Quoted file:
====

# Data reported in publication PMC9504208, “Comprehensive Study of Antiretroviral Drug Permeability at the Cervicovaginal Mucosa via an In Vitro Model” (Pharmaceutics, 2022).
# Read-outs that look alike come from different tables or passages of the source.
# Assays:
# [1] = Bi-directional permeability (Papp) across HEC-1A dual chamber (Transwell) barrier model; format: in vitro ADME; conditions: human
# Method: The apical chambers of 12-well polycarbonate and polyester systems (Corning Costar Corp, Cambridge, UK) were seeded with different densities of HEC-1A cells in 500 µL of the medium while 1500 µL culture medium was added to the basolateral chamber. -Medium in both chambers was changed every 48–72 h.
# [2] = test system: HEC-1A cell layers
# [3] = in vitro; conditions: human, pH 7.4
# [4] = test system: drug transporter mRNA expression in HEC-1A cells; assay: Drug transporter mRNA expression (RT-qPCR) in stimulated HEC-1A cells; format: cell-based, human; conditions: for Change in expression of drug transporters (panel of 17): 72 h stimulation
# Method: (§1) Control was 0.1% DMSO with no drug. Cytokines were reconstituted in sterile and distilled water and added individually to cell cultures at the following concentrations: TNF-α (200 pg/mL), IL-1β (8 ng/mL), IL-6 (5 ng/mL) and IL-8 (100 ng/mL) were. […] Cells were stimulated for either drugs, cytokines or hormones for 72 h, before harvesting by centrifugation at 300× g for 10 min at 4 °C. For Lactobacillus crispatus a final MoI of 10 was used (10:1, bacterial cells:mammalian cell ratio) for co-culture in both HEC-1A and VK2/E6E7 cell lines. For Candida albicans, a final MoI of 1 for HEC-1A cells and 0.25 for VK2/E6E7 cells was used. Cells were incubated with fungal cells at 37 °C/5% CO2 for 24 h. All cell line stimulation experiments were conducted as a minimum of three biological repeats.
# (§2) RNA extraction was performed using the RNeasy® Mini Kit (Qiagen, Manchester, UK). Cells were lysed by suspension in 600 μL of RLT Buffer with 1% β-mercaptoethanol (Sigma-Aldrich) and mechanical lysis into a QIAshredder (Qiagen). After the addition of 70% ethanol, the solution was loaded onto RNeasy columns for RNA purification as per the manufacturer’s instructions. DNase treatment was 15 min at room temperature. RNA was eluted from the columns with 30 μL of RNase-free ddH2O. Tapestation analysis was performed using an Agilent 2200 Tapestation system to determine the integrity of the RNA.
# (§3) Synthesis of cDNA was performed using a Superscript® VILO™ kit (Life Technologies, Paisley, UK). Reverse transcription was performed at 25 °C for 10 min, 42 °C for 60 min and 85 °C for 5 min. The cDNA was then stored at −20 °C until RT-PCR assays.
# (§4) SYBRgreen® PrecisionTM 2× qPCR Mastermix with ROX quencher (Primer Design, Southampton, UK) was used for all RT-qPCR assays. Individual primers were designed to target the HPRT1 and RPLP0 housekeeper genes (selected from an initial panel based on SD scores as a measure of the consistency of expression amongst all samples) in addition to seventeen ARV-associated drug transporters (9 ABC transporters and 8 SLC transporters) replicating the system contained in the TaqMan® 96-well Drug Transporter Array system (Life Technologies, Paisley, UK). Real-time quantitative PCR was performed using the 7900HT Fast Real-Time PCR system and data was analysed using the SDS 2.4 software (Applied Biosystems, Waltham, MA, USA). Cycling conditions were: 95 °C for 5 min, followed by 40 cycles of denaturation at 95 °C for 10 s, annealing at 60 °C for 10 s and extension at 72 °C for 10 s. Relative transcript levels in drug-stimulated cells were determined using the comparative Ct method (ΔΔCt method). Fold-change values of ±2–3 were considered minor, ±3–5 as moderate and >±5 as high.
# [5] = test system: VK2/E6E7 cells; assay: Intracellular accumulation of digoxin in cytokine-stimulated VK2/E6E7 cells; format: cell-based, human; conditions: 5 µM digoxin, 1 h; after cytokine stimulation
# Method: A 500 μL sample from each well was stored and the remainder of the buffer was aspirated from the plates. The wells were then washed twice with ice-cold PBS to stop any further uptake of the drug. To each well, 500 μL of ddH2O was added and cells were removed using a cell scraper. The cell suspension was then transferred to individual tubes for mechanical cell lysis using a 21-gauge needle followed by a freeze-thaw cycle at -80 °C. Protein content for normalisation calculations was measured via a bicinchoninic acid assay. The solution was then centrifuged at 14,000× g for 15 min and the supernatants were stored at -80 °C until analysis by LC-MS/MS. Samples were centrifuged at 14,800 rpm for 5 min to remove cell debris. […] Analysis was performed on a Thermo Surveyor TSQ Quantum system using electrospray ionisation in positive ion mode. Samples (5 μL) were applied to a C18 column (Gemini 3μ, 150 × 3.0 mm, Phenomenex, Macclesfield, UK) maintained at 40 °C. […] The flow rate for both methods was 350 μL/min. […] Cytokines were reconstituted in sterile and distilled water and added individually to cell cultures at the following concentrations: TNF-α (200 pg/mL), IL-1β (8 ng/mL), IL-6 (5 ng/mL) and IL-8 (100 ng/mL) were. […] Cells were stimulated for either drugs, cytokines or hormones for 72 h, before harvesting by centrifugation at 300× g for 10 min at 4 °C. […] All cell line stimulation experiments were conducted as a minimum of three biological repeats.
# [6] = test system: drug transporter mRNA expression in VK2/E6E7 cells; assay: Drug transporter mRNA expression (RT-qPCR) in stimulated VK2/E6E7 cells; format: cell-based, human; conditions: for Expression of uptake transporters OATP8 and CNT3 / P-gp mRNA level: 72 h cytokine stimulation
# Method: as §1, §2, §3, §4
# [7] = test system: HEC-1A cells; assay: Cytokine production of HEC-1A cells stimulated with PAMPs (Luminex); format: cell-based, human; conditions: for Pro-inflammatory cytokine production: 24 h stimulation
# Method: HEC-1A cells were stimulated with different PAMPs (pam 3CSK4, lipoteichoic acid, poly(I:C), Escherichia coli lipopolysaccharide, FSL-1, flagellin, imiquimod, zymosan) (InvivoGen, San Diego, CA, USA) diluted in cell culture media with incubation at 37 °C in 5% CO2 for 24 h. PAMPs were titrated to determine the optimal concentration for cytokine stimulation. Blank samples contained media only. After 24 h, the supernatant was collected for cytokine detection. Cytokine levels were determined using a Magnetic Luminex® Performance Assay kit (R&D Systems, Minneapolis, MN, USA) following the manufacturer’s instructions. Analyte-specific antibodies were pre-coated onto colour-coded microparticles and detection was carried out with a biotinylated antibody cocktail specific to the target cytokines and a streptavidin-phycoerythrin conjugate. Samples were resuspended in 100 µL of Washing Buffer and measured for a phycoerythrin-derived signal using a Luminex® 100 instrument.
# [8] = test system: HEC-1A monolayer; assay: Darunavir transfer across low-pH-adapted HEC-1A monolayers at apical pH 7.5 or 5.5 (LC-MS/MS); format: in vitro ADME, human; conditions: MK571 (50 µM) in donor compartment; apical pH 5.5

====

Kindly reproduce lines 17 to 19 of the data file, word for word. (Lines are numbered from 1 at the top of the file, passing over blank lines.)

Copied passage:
# [7] = test system: HEC-1A cells; assay: Cytokine production of HEC-1A cells stimulated with PAMPs (Luminex); format: cell-based, human; conditions: for Pro-inflammatory cytokine production: 24 h stimulation
# Method: HEC-1A cells were stimulated with different PAMPs (pam 3CSK4, lipoteichoic acid, poly(I:C), Escherichia coli lipopolysaccharide, FSL-1, flagellin, imiquimod, zymosan) (InvivoGen, San Diego, CA, USA) diluted in cell culture media with incubation at 37 °C in 5% CO2 for 24 h. PAMPs were titrated to determine the optimal concentration for cytokine stimulation. Blank samples contained media only. After 24 h, the supernatant was collected for cytokine detection. Cytokine levels were determined using a Magnetic Luminex® Performance Assay kit (R&D Systems, Minneapolis, MN, USA) following the manufacturer’s instructions. Analyte-specific antibodies were pre-coated onto colour-coded microparticles and detection was carried out with a biotinylated antibody cocktail specific to the target cytokines and a streptavidin-phycoerythrin conjugate. Samples were resuspended in 100 µL of Washing Buffer and measured for a phycoerythrin-derived signal using a Luminex® 100 instrument.
# [8] = test system: HEC-1A monolayer; assay: Darunavir transfer across low-pH-adapted HEC-1A monolayers at apical pH 7.5 or 5.5 (LC-MS/MS); format: in vitro ADME, human; conditions: MK571 (50 µM) in donor compartment; apical pH 5.5